“It would be better if we replace the entire leadership with reliable and incumbent employees whose records are clean, so that the programs will not be hampered,” Senate President Vicente Sotto III told reporters via Viber.

The Senate committee of the whole, in which all senators are members, has invited Duque to attend the hearing next week.

During the committee’s hearing last Tuesday, Sen. Risa Hontiveros pointed out that Duque has held various positions at PhilHealth since 2001, so he has a long institutional memory and therefore “cannot feign ignorance of the systemic corruption” in the agency.

Also during Tuesday’s hearing, Senate President Pro Tempore Ralph Recto lamented the failure of Duque and other Cabinet officials in the board to prevent and detect corruption through vetting decisions and policies made at the management level.

Aside from Duque, who chairs PhilHealth, other ex-officio members of the board are Finance Secretary Carlos Dominguez III, Social Welfare Secretary Rolando Bautista, Budget Secretary Wendel Avisado and Labor Secretary Silvestre Bello III.

Recto said the power of Duque and other Cabinet officials to designate representatives must be suspended as PhilHealth’s handling of P250 billion in public funds must be closely watched.

“Unless lifted by the President, they should function as full-time, hands-on government and presidential representatives to the board… We need these ‘Big Brothers,’ these Cabinet 5, to closely exercise oversight during PhilHealth’s reform and rehabilitation phase,” Recto said.

Senate Majority Leader Juan Miguel Zubiri said Duque must shed light on how the board agreed to implement the controversial IRM, which senators strongly believe was a source of huge money for some officials in favoring certain hospitals and other health care institutions (HCI).

The IRM allows PhilHealth to advance payment claims to hospitals and HCIs to keep them operating during calamities or emergencies, in this case, the pandemic – with loose liquidation rules that were frowned upon by the Commission on Audit.

The probe – greatly aided by whistle-blowers – showed certain HCIs, like dialysis centers, were advanced tens of millions of pesos even though none – or few of them – had COVID-19 patients.

The suspicion is that these HCIs and some top PhilHealth officials have under-the-table financial arrangements.

The PhilHealth board allocated P27 billion for the IRM, of which over P14 billion have been disbursed to some hospitals and HCIs, and only P1 billion so far liquidated.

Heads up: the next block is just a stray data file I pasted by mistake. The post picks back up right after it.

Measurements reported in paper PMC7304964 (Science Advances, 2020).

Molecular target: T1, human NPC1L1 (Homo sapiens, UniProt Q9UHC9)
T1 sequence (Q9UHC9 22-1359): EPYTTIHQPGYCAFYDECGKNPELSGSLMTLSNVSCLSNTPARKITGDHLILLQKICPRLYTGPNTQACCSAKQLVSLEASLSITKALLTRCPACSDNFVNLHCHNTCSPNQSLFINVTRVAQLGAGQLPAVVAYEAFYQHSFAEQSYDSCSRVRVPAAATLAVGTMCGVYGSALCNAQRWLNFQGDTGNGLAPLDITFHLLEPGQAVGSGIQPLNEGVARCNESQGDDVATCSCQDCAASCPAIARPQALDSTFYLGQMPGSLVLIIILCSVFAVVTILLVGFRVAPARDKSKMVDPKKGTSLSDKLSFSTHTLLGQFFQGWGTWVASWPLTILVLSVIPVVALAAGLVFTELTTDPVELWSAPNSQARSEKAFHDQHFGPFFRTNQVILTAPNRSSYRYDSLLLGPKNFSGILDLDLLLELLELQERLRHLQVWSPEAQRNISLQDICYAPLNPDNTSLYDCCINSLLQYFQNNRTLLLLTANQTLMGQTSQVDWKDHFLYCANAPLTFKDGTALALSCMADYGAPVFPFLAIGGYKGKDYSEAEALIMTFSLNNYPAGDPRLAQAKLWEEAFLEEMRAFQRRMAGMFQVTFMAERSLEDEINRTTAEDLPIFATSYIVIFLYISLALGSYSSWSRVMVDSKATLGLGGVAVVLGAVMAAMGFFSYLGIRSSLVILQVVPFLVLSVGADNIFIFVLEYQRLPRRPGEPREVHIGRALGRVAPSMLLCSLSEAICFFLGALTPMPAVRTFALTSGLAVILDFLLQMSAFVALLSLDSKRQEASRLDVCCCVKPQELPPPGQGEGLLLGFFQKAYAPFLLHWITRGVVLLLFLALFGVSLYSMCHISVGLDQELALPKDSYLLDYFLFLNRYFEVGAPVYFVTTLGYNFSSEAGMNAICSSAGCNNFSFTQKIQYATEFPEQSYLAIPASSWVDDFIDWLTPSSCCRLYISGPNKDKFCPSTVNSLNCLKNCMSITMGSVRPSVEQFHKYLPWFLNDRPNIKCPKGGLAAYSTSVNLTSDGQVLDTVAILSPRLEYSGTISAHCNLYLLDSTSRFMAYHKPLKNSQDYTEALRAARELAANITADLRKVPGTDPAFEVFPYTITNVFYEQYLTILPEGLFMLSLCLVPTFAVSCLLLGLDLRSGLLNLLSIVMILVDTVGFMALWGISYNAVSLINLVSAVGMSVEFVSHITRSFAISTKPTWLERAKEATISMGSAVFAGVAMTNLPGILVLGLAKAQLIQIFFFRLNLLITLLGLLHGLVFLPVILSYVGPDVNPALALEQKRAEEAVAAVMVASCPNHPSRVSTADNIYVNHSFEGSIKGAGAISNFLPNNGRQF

Zubiri also proposed that Socioeconomic Planning Secretary Karl Kendrick Chua, being “a numbers guy,” helm PhilHealth.

Senate Minority Leader Franklin Drilon said the IRM was covered by a board resolution, so he wants to find out whether or not Duque exercised due diligence.

“Secretary Duque must appear because many of these projects were approved by the board and he is the chairman of the board,” Drilon told reporters in an online press conference.

Suspend or scrap IRM

Sotto, Zubiri, Drilon and other senators pressed for the suspension or scrapping of the IRM.

Sen. Francis Pangilinan said the remaining IRM funds should be redistributed to better initiatives.

“The current allocation system is a complete disaster and is a huge stumbling block for our hospitals to be able to effectively address the killer pandemic,” Pangilinan added.

Sen. Sonny Angara said the IRM funds should be used for COVID-19 tests, which are expensive to many, especially those in the low-income sectors.

“(The poor) need it badly, given the conditions in many of our urban communities, where people live in cramped quarters. (The money must be moved) around the whole country to make testing available and accessible,” Angara said.

“Until we are confident that a system can be put in place to ensure that PhilHealth funds are not being corrupted, the IRM has to be suspended,” Hontiveros said in a statement.

Recto suggested that all IRM releases be posted on PhilHealth’s website for all to see, a move that “does not need pricey (information technology) software.”

Drilon pressed for the outsourcing of PhilHealth’s IT system to a reputable company to minimize corruption in the acquisition of such infrastructure.

“If we have a reliable and competent IT company, we just contract it out so that all PhilHealth will be doing is to get the desired results rather than buying the equipment themselves. This is not rocket science and it is being done. That is my strong suggestion,” he said.

Aside from the IRM controversy, the Senate is also investigating the alleged P2.1-billion overpricing in PhilHealth’s acquisition of IT systems. – Sheila Crisostomo, Paolo Romero, Evelyn Macairan, Janvic Mateo